Imagine: you are working for a company that produces tires. For many years now, your company has been collecting sensor data from the previously sold tires. Now the time has come to extract value from that data. You will lead the implementation of a data-driven predictive maintenance service, so your company can take over responsibility for timely maintenance from the customer (“servitization”). You need to gather the right expertise around you, and build a digital infrastructure. But how do you limit the amount of the digital/technical knowledge needed by the team, if digitalization is not your core business?

This blog…

Using AWS Timestream, FastAPI on Lambda and HTTP API

Imagine that you invest in wind turbines and you even build them in your backyard. To ensure that you have full insights into the performance of your investment, you install sensors to measure power production and place a weather station. But how do you get this data into the cloud in a practical way? As my colleague Jaap de Koning and I pondered about this hypothetical situation, we set off to invest the latest technologies on AWS.

This blog discusses new functionalities that lets you setup your own IoT platform with…

How to create a serverless deployment with Lambda, SNS, SQS and Kinesis

tl;dr Testing and updating machine learning models can be done safely and systematically using the Rendezvous architecture. This architecture lets you run multiple model versions in parallel, by decoupling them with the message queue SQS and streaming platform Kinesis. A rendezvous function is responsible for selecting the model result with the highest relevance. Although the Rendezvous architecture is relatively easy to implement, defining the input/output structure of the models can be tricky. The input/output structure is the contract between models and the rendezvous function, but new model versions may need different information and therefore complicate the contract.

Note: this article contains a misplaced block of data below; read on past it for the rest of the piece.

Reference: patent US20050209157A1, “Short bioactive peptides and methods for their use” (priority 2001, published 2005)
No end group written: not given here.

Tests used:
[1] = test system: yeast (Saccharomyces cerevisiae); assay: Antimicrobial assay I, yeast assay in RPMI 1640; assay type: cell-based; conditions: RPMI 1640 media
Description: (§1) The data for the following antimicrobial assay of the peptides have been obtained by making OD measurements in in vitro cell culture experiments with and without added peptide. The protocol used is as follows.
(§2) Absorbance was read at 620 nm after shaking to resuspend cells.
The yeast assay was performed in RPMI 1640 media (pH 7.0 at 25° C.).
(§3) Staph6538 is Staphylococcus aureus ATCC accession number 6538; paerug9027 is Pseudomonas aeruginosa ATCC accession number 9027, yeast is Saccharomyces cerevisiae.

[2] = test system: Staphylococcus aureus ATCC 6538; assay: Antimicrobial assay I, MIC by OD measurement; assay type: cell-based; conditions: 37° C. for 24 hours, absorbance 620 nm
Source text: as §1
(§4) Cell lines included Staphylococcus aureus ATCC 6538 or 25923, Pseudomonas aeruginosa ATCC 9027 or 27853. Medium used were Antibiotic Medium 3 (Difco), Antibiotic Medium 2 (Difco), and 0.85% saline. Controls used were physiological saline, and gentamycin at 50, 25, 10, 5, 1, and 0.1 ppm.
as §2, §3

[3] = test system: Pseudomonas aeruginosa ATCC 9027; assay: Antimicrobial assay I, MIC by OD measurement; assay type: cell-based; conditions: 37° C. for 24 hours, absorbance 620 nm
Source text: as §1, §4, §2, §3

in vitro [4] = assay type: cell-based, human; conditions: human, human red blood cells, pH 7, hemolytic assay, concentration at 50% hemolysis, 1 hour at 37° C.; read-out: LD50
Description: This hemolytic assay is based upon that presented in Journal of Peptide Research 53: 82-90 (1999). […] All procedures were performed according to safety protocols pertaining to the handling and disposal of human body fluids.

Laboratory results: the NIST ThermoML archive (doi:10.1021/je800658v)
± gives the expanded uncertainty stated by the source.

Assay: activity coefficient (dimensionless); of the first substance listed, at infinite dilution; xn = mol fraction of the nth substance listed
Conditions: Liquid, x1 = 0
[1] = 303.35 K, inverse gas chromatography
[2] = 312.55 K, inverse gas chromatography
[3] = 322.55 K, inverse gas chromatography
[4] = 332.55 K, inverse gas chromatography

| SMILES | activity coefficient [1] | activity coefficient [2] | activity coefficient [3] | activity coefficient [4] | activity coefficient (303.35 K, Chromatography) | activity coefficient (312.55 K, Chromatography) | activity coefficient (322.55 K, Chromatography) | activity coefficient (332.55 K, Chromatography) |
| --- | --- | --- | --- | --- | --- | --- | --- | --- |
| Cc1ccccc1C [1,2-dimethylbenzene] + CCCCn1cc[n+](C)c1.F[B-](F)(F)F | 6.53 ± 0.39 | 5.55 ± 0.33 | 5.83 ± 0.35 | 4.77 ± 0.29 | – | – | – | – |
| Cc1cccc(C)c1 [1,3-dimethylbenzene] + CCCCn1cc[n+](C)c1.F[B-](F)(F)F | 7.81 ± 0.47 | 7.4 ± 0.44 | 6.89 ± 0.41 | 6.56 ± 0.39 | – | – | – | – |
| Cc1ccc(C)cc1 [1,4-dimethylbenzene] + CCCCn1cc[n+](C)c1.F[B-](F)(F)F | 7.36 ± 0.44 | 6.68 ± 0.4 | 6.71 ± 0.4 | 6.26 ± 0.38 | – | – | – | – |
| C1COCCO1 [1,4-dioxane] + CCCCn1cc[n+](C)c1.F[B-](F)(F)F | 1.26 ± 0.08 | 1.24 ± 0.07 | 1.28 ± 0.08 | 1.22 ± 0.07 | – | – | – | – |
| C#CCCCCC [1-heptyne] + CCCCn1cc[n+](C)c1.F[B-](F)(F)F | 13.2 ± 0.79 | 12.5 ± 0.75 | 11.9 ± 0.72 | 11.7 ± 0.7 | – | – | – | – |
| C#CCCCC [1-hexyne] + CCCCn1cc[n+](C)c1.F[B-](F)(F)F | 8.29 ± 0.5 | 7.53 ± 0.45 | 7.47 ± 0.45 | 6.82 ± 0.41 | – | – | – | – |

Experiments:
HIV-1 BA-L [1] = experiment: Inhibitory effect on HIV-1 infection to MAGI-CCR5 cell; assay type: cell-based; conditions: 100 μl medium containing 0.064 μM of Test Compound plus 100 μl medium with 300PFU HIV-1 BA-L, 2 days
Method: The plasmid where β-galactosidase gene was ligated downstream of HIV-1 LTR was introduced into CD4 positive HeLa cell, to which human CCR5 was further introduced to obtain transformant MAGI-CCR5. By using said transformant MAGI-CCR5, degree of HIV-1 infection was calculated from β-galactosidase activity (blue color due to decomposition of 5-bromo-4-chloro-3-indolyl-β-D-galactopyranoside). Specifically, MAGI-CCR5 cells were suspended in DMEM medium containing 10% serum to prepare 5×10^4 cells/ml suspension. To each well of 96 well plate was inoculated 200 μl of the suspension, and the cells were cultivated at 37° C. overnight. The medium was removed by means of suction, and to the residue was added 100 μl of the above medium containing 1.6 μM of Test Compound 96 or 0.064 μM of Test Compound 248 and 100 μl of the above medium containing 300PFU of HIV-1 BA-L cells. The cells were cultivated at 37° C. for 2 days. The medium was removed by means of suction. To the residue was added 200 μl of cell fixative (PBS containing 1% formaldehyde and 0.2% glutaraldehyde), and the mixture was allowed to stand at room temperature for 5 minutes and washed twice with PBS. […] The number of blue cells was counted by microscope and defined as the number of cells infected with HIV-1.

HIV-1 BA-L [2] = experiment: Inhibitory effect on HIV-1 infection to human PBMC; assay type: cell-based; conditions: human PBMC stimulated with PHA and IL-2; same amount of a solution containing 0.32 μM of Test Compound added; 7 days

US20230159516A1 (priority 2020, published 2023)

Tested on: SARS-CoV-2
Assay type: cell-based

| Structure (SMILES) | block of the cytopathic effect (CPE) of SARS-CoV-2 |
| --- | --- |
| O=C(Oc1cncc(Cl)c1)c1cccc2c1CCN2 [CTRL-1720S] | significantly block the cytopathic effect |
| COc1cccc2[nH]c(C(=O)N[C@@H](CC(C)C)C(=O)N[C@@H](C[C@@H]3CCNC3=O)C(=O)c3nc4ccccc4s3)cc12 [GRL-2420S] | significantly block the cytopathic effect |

In the book

From asynchronous HTTP request to parquet file

tl;dr Serverless functions are great for lightweight cloud architecture and rapid provisioning. However, sometimes serverless introduces additional complexity to the deployment process. I compare Python and Go with respect to the ease of deployment when setting up a simple data factory on AWS Lambda. The factory makes many HTTP requests, validates responses, and creates parquet files. Go shows to have advantages over Python due to the packaging system, cross-platform compilation, and native parquet implementation.

Serverless functions are a great way to simplify your cloud stack and quickly produce new functionality. Serverless contributes to scalability, transferability, and flexibility of the entire…

During workshops, I often see participants wrestle with software installation before they can get started. This wasts already limited time that can be spent on learning. Wouldn’t it be nice if this could be avoided?

For our PyData workshop with 80 participants, we decided to develop a stack that provisions a dedicated, zero-setup environment for each participant. We opted for a cloud-based environment because this allowed us to design the structure. In this blog post, I share our experiences and provide the source code, which you could use for your own workshop.

The structure is as follows. First, the challenge…

Dick Abma

Data Engineer at BigData Republic

Get the Medium app

A button that says 'Download on the App Store', and if clicked it will lead you to the iOS App store
A button that says 'Get it on, Google Play', and if clicked it will lead you to the Google Play store